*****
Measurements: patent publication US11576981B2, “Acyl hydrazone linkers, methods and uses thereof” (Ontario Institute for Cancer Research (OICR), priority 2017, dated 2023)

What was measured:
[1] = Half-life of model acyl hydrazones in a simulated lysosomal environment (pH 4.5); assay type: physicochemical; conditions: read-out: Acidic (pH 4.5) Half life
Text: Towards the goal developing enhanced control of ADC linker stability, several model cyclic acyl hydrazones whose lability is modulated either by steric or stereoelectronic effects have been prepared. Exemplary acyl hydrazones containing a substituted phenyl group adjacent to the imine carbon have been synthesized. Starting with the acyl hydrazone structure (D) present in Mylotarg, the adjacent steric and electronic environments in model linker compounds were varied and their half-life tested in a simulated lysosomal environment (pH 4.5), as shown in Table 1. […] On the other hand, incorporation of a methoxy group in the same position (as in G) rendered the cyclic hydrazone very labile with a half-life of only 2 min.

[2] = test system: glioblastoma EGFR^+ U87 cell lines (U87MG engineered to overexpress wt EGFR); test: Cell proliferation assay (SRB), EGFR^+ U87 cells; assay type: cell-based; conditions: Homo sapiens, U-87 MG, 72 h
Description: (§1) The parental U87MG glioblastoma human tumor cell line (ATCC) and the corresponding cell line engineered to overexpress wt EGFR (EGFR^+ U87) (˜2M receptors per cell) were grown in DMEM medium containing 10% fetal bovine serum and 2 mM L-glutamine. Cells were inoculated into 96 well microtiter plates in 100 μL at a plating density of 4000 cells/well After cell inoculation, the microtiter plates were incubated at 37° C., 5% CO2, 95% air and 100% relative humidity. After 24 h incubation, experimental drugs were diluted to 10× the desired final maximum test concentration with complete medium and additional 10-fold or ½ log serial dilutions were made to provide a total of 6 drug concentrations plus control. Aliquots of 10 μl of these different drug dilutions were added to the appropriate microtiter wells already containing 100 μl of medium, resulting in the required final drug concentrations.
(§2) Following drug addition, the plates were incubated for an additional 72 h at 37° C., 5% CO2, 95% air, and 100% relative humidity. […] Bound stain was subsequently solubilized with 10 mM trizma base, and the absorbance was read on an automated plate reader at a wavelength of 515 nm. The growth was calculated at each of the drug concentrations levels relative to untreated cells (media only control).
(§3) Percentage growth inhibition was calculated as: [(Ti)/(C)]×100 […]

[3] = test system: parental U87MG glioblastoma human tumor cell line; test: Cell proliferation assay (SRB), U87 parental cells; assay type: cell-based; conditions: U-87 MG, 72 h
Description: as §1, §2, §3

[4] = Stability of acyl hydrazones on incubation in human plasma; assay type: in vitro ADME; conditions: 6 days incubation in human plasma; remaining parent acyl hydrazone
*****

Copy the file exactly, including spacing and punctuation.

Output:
Measurements: patent publication US11576981B2, “Acyl hydrazone linkers, methods and uses thereof” (Ontario Institute for Cancer Research (OICR), priority 2017, dated 2023)

What was measured:
[1] = Half-life of model acyl hydrazones in a simulated lysosomal environment (pH 4.5); assay type: physicochemical; conditions: read-out: Acidic (pH 4.5) Half life
Text: Towards the goal developing enhanced control of ADC linker stability, several model cyclic acyl hydrazones whose lability is modulated either by steric or stereoelectronic effects have been prepared. Exemplary acyl hydrazones containing a substituted phenyl group adjacent to the imine carbon have been synthesized. Starting with the acyl hydrazone structure (D) present in Mylotarg, the adjacent steric and electronic environments in model linker compounds were varied and their half-life tested in a simulated lysosomal environment (pH 4.5), as shown in Table 1. […] On the other hand, incorporation of a methoxy group in the same position (as in G) rendered the cyclic hydrazone very labile with a half-life of only 2 min.

[2] = test system: glioblastoma EGFR^+ U87 cell lines (U87MG engineered to overexpress wt EGFR); test: Cell proliferation assay (SRB), EGFR^+ U87 cells; assay type: cell-based; conditions: Homo sapiens, U-87 MG, 72 h
Description: (§1) The parental U87MG glioblastoma human tumor cell line (ATCC) and the corresponding cell line engineered to overexpress wt EGFR (EGFR^+ U87) (˜2M receptors per cell) were grown in DMEM medium containing 10% fetal bovine serum and 2 mM L-glutamine. Cells were inoculated into 96 well microtiter plates in 100 μL at a plating density of 4000 cells/well After cell inoculation, the microtiter plates were incubated at 37° C., 5% CO2, 95% air and 100% relative humidity. After 24 h incubation, experimental drugs were diluted to 10× the desired final maximum test concentration with complete medium and additional 10-fold or ½ log serial dilutions were made to provide a total of 6 drug concentrations plus control. Aliquots of 10 μl of these different drug dilutions were added to the appropriate microtiter wells already containing 100 μl of medium, resulting in the required final drug concentrations.
(§2) Following drug addition, the plates were incubated for an additional 72 h at 37° C., 5% CO2, 95% air, and 100% relative humidity. […] Bound stain was subsequently solubilized with 10 mM trizma base, and the absorbance was read on an automated plate reader at a wavelength of 515 nm. The growth was calculated at each of the drug concentrations levels relative to untreated cells (media only control).
(§3) Percentage growth inhibition was calculated as: [(Ti)/(C)]×100 […]

[3] = test system: parental U87MG glioblastoma human tumor cell line; test: Cell proliferation assay (SRB), U87 parental cells; assay type: cell-based; conditions: U-87 MG, 72 h
Description: as §1, §2, §3

[4] = Stability of acyl hydrazones on incubation in human plasma; assay type: in vitro ADME; conditions: 6 days incubation in human plasma; remaining parent acyl hydrazone